Brachylaena huillensis is a highly valued source of wood for the local carving industry and for local construction, but the slow growth is a serious limitation for sustainable exploitation of natural populations. It has been estimated that under natural conditions a tree will take at least 100 years to reach a bole diameter of 40 cm. Very little information is available on planted trees, but research is recommended because growth rates seem to be more acceptable under favourable conditions and with appropriate management.
The results of phytochemical investigations on the essential oil should stimulate further research as a basis for drug development and for use in the perfume industry.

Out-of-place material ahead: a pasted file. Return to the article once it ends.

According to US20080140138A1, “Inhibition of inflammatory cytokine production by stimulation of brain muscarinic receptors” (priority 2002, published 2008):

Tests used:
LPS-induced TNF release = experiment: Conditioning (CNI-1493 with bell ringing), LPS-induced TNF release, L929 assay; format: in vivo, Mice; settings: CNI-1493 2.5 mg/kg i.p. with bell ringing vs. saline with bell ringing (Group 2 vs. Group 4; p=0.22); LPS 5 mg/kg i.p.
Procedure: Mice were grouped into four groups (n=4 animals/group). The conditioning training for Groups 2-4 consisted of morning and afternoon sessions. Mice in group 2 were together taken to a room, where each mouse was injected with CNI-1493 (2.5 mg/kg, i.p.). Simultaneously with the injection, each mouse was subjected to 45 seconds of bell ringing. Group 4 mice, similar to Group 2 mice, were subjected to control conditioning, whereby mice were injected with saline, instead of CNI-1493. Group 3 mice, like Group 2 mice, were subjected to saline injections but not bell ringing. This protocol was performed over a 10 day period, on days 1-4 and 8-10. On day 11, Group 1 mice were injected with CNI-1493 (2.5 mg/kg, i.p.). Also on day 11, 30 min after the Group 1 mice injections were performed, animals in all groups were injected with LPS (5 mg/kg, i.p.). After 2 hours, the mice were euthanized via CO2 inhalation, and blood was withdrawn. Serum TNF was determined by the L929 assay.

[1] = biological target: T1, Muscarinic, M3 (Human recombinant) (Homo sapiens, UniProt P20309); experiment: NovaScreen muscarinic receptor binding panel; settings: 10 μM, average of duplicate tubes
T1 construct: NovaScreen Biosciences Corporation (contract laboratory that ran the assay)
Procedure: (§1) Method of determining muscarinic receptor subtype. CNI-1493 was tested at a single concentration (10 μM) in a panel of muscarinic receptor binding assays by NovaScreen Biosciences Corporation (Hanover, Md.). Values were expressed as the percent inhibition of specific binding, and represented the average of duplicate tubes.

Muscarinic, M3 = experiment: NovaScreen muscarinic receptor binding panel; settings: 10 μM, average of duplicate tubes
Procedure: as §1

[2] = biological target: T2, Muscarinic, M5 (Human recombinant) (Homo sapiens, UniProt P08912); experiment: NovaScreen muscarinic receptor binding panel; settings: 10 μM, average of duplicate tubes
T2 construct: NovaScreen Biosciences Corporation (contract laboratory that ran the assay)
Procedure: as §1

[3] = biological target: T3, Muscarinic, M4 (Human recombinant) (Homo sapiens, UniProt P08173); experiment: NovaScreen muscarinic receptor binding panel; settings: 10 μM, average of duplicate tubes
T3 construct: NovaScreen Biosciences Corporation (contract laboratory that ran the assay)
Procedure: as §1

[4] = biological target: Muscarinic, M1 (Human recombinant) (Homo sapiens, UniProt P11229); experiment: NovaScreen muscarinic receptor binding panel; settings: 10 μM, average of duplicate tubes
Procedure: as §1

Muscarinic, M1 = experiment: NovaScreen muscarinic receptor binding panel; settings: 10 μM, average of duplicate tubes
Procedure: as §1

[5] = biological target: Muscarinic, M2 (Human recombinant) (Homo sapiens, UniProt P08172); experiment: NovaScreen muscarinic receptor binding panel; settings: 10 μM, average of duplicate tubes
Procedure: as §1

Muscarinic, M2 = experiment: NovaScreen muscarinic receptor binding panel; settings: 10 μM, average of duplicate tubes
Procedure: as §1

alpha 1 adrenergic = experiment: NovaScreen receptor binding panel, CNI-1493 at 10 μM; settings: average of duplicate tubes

• ATIBT (Association Technique Internationale des Bois Tropicaux), 1986. Tropical timber atlas: Part 1 – Africa. ATIBT, Paris, France. 208 pp.
• Beentje, H.J., 2000. Compositae (part 1). In: Beentje, H.J. (Editor). Flora of Tropical East Africa. A.A. Balkema, Rotterdam, Netherlands. pp. 1–313.
• Beentje, H.J., 2000. The genus Brachylaena (Compositae: Mutisieae). Kew Bulletin 55(1): 1–41.
• Chikamai, B.N., Githiomi, J.K., Gachathi, F.N. & Njenga, M.G., undated. Commercial timber resources of Kenya. Kenya Forestry Research Institute (KEFRI), Nairobi, Kenya. 164 pp.
• Choge, S.M., 2001. Study of economic aspects of the woodcarving industry in Kenya: implications for policy development to make the industry more sustainable. MSc thesis, University of Natal, Durban, South Africa. 222 pp.
• Kigomo, B.N., 1994. The rates of diameter increment and age-diameter relationship of Brachylaena huillensis O. Hoffman in semi-deciduous forest of Central Kenya. African Journal of Ecology 32: 9–15.